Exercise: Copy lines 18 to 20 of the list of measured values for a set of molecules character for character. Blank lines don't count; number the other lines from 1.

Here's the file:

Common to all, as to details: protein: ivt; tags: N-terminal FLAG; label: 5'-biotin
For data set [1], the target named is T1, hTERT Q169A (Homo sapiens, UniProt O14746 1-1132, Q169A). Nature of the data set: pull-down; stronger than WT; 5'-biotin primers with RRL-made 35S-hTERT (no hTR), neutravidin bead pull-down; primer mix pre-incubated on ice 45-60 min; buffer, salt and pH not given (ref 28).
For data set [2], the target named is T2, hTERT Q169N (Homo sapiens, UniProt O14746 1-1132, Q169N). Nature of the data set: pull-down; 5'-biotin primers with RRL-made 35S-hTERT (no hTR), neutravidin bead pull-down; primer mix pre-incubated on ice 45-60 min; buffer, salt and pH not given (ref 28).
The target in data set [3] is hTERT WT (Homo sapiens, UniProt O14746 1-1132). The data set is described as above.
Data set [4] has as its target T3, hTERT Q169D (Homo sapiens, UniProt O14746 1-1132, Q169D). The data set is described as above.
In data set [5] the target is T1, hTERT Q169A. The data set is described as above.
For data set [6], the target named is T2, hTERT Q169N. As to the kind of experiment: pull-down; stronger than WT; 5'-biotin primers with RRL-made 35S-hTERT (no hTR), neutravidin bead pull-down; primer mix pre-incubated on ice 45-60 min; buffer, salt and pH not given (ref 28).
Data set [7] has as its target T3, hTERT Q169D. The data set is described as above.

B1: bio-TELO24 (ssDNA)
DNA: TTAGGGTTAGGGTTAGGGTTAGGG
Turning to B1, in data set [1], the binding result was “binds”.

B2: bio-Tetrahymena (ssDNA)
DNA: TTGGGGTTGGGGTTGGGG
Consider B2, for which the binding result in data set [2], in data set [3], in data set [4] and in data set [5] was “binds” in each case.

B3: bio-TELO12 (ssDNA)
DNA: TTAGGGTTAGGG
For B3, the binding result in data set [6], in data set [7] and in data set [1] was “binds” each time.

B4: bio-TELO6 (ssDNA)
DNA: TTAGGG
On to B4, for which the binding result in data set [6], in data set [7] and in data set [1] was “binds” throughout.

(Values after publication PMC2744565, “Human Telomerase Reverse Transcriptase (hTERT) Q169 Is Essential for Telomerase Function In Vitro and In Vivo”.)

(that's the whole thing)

B4: bio-TELO6 (ssDNA)
DNA: TTAGGG
On to B4, for which the binding result in data set [6], in data set [7] and in data set [1] was “binds” throughout.